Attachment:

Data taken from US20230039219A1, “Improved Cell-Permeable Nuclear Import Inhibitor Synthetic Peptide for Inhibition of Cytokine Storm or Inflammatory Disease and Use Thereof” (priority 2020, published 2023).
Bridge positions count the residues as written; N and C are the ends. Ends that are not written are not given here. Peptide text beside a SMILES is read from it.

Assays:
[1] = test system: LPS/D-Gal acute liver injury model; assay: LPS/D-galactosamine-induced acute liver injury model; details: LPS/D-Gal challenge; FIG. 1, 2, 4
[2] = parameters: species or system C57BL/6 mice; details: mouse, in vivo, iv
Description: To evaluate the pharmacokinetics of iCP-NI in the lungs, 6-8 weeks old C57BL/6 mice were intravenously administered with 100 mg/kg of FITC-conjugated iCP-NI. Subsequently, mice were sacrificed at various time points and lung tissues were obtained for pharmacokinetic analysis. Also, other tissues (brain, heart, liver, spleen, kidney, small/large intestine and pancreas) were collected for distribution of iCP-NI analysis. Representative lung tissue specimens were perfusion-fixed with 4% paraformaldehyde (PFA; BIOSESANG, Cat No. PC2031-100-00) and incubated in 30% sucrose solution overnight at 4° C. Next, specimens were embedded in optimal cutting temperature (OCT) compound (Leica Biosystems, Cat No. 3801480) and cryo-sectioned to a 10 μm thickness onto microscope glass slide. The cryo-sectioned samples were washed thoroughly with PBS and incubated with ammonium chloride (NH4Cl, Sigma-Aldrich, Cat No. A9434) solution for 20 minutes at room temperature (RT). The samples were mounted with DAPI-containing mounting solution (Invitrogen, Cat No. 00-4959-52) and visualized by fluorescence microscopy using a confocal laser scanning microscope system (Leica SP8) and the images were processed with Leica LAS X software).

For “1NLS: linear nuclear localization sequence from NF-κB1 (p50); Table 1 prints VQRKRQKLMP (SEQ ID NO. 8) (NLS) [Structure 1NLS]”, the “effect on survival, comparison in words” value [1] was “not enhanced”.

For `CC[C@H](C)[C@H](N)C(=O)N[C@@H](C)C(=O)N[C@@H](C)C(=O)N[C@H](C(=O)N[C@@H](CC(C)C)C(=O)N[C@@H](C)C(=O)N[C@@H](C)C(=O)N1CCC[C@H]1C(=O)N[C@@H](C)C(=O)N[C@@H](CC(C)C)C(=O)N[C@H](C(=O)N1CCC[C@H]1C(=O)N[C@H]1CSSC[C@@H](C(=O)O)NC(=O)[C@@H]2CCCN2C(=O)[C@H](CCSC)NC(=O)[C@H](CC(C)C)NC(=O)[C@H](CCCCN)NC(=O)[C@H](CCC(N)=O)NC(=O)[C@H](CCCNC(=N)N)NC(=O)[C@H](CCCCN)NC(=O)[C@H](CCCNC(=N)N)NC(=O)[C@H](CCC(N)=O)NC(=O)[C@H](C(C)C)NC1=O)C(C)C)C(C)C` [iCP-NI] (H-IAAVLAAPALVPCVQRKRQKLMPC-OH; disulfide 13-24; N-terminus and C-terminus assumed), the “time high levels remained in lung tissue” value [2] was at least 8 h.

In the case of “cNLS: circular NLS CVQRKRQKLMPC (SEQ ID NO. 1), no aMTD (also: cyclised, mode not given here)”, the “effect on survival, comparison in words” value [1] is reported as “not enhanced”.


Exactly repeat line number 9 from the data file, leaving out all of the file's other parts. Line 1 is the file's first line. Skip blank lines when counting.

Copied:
In the case of “cNLS: circular NLS CVQRKRQKLMPC (SEQ ID NO. 1), no aMTD (also: cyclised, mode not given here)”, the “effect on survival, comparison in words” value [1] is reported as “not enhanced”.